- E-commerce businesses have taken advantage of lockdowns in Africa to grow their profiles on the continent
- However, they still face limitations in expansion as a number of challenges prevent them from growing as desired
- The challenges include inefficient logistics, informal home addressing systems and uncertainty about the actual size of the addressable market
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A number of African countries adopted lockdowns as one of the strategies to control the spread of the coronavirus.
Lockdowns came with restrictions on human movement as well as the expansion of e-commerce businesses on the continent.
The information available, however, shows that some challenges have mitigated against the growth of the industry.
These include gaps in basic infrastructure, a reluctant customer base, inefficient logistics, informal home addressing systems and uncertainty about the actual size of the addressable market.
According to a report by qz.com, this often leads to long-term challenges, such as the fate of e-commerce giant, Jumia, in Rwanda, Tanzania and Cameroon over the past year.
Legit.ng gathered that notwithstanding a previous $4 billion valuation as well as support from Goldman Sachs and MasterCard, Jumia continues to struggle to remain on its feet in Africa.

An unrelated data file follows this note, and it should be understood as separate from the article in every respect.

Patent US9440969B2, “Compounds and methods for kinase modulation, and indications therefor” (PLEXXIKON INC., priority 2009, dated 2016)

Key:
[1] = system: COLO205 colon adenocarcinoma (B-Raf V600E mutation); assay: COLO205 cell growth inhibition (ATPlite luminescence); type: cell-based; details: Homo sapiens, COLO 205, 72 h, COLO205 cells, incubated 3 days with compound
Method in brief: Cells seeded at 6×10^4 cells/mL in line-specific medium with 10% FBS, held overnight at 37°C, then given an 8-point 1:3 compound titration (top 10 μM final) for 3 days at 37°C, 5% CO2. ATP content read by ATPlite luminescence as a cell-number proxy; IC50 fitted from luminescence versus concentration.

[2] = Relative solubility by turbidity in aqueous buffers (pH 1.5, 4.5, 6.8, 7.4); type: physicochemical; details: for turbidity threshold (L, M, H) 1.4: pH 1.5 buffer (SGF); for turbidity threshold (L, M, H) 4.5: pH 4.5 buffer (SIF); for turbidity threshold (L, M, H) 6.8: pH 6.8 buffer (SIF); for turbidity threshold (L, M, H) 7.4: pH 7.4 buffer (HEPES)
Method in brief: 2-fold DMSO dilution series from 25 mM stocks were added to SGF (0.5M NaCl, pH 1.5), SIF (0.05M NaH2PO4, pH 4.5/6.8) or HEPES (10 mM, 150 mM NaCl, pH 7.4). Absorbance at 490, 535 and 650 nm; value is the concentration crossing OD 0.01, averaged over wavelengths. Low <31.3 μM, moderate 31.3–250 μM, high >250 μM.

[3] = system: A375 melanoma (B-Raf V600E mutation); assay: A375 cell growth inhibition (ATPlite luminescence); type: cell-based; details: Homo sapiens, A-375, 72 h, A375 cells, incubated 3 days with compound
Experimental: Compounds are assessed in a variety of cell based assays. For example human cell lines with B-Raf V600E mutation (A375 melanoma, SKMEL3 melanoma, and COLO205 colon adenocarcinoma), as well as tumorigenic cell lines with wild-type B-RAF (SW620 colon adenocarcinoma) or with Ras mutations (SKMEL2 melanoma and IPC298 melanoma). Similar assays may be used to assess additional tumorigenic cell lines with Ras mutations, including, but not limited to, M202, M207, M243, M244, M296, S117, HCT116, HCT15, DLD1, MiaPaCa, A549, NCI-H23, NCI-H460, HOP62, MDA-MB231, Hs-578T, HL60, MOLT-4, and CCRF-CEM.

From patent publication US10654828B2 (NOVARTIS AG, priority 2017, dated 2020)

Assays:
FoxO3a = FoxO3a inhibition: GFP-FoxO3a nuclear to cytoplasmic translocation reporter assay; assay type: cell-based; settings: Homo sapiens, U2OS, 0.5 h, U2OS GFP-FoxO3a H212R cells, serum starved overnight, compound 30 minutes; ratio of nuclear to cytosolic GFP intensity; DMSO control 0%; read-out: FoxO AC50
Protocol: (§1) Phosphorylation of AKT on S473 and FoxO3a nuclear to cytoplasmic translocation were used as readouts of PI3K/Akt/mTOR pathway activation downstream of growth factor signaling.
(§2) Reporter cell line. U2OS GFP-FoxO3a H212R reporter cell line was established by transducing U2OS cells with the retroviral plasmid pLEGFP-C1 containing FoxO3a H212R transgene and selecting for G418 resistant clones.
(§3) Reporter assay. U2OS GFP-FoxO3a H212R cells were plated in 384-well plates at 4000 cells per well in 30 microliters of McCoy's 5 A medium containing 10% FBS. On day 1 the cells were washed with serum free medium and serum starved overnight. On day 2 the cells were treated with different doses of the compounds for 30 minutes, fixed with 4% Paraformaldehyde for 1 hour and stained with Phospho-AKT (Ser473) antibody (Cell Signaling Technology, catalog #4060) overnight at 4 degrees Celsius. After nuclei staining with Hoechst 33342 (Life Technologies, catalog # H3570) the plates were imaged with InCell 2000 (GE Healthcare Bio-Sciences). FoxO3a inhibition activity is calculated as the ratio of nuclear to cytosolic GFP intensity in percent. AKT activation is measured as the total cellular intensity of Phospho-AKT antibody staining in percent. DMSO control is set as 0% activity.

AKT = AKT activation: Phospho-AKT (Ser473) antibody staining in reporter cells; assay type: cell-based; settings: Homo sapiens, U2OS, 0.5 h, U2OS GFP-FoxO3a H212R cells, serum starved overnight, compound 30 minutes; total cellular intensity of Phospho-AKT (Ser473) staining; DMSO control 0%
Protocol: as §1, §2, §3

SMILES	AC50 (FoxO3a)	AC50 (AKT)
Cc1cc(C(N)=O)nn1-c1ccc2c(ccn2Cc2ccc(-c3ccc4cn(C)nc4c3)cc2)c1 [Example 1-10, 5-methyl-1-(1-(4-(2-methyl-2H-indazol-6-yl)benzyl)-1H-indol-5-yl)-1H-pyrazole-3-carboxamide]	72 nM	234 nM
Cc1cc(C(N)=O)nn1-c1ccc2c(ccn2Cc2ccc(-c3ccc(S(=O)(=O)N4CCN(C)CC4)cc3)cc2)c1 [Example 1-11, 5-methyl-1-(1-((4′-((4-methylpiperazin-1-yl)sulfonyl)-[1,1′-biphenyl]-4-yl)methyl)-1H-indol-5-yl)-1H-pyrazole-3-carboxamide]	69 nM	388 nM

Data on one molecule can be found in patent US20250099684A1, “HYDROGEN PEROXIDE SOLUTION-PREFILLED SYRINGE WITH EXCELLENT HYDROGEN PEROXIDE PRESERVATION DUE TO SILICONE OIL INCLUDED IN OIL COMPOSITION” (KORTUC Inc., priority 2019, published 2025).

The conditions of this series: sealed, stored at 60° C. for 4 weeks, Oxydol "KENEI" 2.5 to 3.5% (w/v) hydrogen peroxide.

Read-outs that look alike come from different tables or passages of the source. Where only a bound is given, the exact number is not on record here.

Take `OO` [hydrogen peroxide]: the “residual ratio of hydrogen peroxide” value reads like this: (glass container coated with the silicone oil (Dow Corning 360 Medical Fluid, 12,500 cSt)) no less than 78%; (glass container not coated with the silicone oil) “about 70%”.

The company reportedly suspended the delivery of all fashion items in South Africa in April 2020.
Meanwhile, lockdowns instituted in Africa are helping to grow preferences for online transactions.
According to Jumia’s Chief Executive Officer, Sacha Poignonnec, the company has, however, reported a spike in both customer and seller interest as demand for groceries and essentials grew four-fold in the first quarter compared to 2019.
Poignonnec is hopeful that ongoing consumer adoption amid the outbreak “will accelerate the long-term shift to e-commerce” among local users.
The growth in e-commerce across Africa is not also lost in Nigeria. As Legit.ng reported earlier, in the light of the crash in oil prices, the country has recognized the timely opportunity for a future in the digital economy.
The oil price crash has already forced the federal government to slash the 2020 budget. This made President Muhammadu Buhari charge the minister of communications and digital economy, Isa Pantami and others to develop a policy for Nigeria's digital economy post-COVID-19.
To assist the country in its quest to turn to the digital economy for survival, Microsoft, the American multinational technology company, has listed key recommendations for the Nigerian government.
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